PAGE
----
The Book of Delight and Other Papers
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The Book of Delight and Other Papers by Israel Abrahams was first published in 1912. Chapters include: The Book of Delight; A Visit to Hebron; The Solace of Books; Medieval Wayfaring; The Fox's Heart; Marriages are Made in Heaven; Hebrew Love Songs; and, A Handful of Curiousities.
This book has 177 pages in the PDF version, and was originally published in 1912.
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Excerpt from 'The Book of Delight and Other Papers'
Joseph Zabara has only in recent times received the consideration justly due to him. Yet his "Book of Delight," finished about the year 1200, is more than a poetical romance. It is a golden link between folk-literature and imaginative poetry. The style is original, and the framework of the story is an altogether fresh adaptation of a famous legend. The anecdotes and epigrams introduced incidentally also partake of this twofold quality. The author has made them his own, yet they are mostly adapted rather than invented. Hence, the poem is as valuable to the folklorist as to the literary critic. For, though Zabara's compilation is similar to such well-known models as the "Book of Sindbad," the Kalilah ve-Dimnah, and others of the same class, yet its appearance in Europe is half a century earlier than the translations by which these other products of the East became part of the popular literature of the Western world. At the least, then, the "Book of Delight" is an important addition to the scanty store of the folk-lore records of the early part of the thirteenth century. The folk-lore interest of the book is, indeed, greater than was known formerly, for it is now recognized as a variant of the Solomon-Marcolf legend. On this more will be said below,
As a poet and as a writer of Hebrew, Joseph Zabara's place is equally significant. He was one of the first to write extended narratives in Hebrew rhymed prose with interspersed snatches of verse, the form invented by Arabian poets, and much esteemed as the medium for story-telling and for writing social satire. The best and best-known specimens of this form of poetry in Hebrew are Charizi's Tachkemoni, and his translation of Hariri. Zabara has less art than Charizi, and far less technical skill, yet in him all the qualities are in the bud that Charizi's poems present in the fullblown flower. The reader of Zabara feels that other poets will develop his style and surpass him; the reader of Charizi knows of a surety that in him the style has reached its climax.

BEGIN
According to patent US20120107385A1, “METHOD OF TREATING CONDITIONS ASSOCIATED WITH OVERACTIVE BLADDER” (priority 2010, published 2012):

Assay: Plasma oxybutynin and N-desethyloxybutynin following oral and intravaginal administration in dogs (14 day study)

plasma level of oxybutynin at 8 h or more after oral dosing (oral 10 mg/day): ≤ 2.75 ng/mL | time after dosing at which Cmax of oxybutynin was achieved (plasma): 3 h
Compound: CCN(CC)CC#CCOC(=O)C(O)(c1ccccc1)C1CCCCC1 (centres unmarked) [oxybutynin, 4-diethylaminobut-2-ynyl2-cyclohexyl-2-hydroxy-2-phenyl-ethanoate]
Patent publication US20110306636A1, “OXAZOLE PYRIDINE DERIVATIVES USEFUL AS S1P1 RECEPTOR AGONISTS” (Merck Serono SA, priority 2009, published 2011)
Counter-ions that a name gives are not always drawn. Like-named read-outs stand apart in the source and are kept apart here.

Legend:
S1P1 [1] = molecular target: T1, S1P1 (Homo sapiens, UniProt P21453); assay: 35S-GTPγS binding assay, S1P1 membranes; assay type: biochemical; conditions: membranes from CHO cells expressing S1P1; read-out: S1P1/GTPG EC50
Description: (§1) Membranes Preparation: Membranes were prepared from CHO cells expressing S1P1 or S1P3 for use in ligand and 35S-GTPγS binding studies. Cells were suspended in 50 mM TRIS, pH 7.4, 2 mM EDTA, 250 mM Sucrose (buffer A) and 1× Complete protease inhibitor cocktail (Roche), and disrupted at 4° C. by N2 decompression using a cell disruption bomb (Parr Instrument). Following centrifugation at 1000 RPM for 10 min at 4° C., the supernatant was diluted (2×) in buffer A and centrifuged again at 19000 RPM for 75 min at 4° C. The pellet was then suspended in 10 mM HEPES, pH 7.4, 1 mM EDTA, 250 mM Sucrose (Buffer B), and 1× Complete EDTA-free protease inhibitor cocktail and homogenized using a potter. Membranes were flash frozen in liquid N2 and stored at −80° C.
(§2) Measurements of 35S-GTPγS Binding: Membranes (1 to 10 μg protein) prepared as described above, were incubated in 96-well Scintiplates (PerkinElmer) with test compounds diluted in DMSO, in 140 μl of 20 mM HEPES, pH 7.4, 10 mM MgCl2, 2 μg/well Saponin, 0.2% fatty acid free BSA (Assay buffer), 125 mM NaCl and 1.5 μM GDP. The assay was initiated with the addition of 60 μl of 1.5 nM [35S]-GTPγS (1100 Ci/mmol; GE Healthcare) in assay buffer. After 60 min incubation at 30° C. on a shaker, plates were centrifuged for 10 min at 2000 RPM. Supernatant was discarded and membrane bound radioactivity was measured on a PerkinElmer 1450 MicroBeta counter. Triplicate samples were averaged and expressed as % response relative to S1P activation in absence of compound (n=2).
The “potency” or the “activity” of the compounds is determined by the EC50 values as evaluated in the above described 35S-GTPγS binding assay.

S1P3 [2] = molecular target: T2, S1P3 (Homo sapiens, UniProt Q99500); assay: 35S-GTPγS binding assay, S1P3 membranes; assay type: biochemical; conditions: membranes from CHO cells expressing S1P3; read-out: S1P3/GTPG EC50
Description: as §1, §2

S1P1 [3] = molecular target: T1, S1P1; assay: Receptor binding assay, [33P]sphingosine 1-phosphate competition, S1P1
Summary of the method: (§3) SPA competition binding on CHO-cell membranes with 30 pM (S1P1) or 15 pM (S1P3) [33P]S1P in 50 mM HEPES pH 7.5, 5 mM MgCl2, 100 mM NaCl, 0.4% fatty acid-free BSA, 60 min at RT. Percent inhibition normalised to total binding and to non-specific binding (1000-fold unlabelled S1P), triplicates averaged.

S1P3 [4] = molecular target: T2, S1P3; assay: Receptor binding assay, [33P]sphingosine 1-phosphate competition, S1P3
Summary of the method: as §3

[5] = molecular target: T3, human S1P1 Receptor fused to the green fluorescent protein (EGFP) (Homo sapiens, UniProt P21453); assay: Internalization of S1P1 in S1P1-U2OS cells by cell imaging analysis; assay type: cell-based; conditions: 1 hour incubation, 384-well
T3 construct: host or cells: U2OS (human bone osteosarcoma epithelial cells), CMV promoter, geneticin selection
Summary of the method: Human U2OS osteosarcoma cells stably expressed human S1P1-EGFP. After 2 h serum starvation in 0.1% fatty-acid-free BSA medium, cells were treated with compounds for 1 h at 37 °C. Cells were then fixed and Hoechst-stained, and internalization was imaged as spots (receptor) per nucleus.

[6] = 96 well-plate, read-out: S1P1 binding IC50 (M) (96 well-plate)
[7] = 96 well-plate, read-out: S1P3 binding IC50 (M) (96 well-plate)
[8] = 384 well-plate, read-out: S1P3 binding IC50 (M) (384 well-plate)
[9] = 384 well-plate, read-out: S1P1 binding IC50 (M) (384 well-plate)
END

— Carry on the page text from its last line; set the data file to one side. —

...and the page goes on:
Of Joseph Zabara little is known beyond what may be gleaned from a discriminating study of the "Book of Delight." That this romance is largely autobiographical in fact, as it is in form, there can be no reasonable doubt. The poet writes with so much indignant warmth of the dwellers in certain cities, of their manner of life, their morals, and their culture, that one can only infer that he is relating his personal experiences. Zabara, like the hero of his romance, travelled much during the latter portion of the twelfth century, as is known from the researches of Geiger. He was born in Barcelona, and returned there to die. In the interval, we find him an apt pupil of Joseph Kimchi, in Narbonne. Joseph Kimchi, the founder of the famous Kimchi family, carried the culture of Spain to Provence; and Joseph Zabara may have acquired from Kimchi his mastery over Hebrew, which he writes with purity and simplicity. The difficulties presented in some passages of the "Book of Delight" are entirely due to the corrupt state of the text. Joseph Kimchi, who flourished in Provence from 1150 to 1170, quotes Joseph Zabara twice, with approval, in explaining verses in Proverbs. It would thus seem that Zabara, even in his student days, was devoted to the proverb-lore on which he draws so lavishly in his maturer work.